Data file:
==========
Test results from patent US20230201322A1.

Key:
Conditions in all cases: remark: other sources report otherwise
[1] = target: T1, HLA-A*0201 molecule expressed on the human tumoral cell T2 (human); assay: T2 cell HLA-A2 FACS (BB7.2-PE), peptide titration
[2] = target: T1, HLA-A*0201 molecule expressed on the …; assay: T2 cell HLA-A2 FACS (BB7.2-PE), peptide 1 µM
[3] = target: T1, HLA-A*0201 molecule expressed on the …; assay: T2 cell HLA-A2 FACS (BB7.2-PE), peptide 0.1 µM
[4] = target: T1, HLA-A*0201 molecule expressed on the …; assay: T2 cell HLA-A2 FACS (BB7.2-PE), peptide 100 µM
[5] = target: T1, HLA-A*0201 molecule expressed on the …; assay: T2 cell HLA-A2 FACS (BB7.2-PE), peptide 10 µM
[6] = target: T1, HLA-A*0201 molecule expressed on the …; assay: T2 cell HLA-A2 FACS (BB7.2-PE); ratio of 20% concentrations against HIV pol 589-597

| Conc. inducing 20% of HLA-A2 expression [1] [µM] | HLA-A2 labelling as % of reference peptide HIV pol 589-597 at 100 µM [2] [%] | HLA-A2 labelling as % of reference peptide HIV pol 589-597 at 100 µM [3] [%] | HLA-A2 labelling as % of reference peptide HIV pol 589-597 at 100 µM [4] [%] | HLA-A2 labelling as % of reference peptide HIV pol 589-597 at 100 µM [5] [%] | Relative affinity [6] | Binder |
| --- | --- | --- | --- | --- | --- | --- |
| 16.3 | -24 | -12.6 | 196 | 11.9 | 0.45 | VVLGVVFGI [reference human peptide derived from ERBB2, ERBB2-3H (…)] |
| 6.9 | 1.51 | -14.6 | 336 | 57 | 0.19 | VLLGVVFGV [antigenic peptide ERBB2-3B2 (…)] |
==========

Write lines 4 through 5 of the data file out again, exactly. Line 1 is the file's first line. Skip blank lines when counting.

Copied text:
[1] = target: T1, HLA-A*0201 molecule expressed on the human tumoral cell T2 (human); assay: T2 cell HLA-A2 FACS (BB7.2-PE), peptide titration
[2] = target: T1, HLA-A*0201 molecule expressed on the …; assay: T2 cell HLA-A2 FACS (BB7.2-PE), peptide 1 µM